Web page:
There are problems with my last entry. I decided not to include hearsay in this project a while ago because it keeps alive stereotypes. Hearsay can not be trusted as a reliable source of information because stories will change depending on the agenda of the storyteller. My last entry comes across as hearsay though. I should have said S.'s sister has been given funny and even hostile looks by non-Muslim people. She wears a veil. The thing is I have heard even more stories about other Muslim people being harrassed but because the stories are about other people and have not been told to me directly by the victims themselves I won't include them here.

In this environment, I saw a poster in a bus shelter which stated, "Mistaken Identity" and there was a photo underneath. It then said, "Sikhs are not Muslim terrorists and condemn terrorism." Everything about this poster worried me and I have since seen it in many places in this area.

I had already heard on the news that a Sikh man was attacked for being a 'Muslim terrorist'. Vigilantism is frightening enough and is exactly what I am fearing in the aftermath of September 11th. There is enough evidence that all over the world non-Muslim extremists are burning down or blowing up Mosques - in 'Christian' countries. And this poster adds to this atmosphere saying not only that Sikhs are not Muslims but implying that it is they and only they, as opposed to Muslims, who are not terrorists. The phrasing of the poster seems to reassert that Muslims actually are terrorists.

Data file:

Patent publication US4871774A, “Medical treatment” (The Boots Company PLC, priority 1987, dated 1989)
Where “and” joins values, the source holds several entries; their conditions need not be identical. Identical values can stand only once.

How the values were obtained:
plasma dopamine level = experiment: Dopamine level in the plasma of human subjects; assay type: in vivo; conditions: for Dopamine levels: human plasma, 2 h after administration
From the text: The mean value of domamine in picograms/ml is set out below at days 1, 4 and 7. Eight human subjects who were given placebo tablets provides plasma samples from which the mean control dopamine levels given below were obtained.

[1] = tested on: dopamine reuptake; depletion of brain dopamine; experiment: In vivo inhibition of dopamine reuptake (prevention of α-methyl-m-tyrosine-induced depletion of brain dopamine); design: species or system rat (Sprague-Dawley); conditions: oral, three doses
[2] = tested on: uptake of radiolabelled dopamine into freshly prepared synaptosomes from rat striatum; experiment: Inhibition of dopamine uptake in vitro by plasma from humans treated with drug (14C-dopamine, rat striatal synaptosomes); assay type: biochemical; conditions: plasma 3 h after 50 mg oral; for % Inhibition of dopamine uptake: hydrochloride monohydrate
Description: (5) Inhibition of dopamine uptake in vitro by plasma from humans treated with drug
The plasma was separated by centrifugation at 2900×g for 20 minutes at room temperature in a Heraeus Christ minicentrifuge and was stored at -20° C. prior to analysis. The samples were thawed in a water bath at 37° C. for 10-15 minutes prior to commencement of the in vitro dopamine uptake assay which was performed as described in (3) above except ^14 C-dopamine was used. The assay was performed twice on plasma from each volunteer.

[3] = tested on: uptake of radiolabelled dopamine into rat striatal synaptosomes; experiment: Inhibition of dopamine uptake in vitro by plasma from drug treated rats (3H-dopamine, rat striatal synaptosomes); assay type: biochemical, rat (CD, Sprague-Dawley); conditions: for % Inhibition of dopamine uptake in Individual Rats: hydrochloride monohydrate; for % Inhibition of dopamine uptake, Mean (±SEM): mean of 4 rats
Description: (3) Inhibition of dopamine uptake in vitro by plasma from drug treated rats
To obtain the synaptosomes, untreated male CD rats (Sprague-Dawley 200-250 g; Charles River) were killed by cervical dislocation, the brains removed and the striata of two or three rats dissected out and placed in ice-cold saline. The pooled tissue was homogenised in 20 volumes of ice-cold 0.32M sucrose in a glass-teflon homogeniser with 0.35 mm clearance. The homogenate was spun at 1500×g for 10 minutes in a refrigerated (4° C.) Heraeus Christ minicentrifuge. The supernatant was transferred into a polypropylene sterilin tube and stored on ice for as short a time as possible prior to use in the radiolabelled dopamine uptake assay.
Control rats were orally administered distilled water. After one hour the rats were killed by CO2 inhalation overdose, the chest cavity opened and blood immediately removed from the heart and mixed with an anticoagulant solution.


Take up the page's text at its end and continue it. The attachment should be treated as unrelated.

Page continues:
And while I watch people around me resort to stereotyping and scape-goating, I continue with my own.
I was in a seminar and a guy in the front asked a question in an accent I recognised as South African. He was white. For me, one of the stereotypes I hold on to more or less without question is that all white South Africans are racist. I cling onto this partly because the media tend to show only the racism of white South Africans but mostly because throughout the 1980s until 1991, white South Africa was a by-word for racism. It was very easy to have an identifiable 'bad guy' in the world. When Apartheid was the governing ethic of South Africa, we, outside South Africa, didn't have to address our own racism, because there was something much worse in the world. All we had to do to prove we weren't racist was to condemn the perpetrators of Apartheid. It was a clear good guy / bad guy scenario. They were the bad guys so we were the good guys.

The thing is, it is still kind of comforting to fall back on that dichotomy. Today, when I am so fearful about the future, it was almost a relief to condemn a South African. When this guy at the seminar opened his mouth to ask a question, I heard it in 'bad guy' terms. The question had nothing to do with 'race' but still I heard him as a bad guy. It took me a little while to realise I was seeing him through my own prejudice and only now from writing this up do I understand why. I needed him to be 'bad' so I could be 'good', so that the lines of good/bad were drawn in a clearly identifiable and familiar way. In this scary new world, I was looking for familiar certainty.

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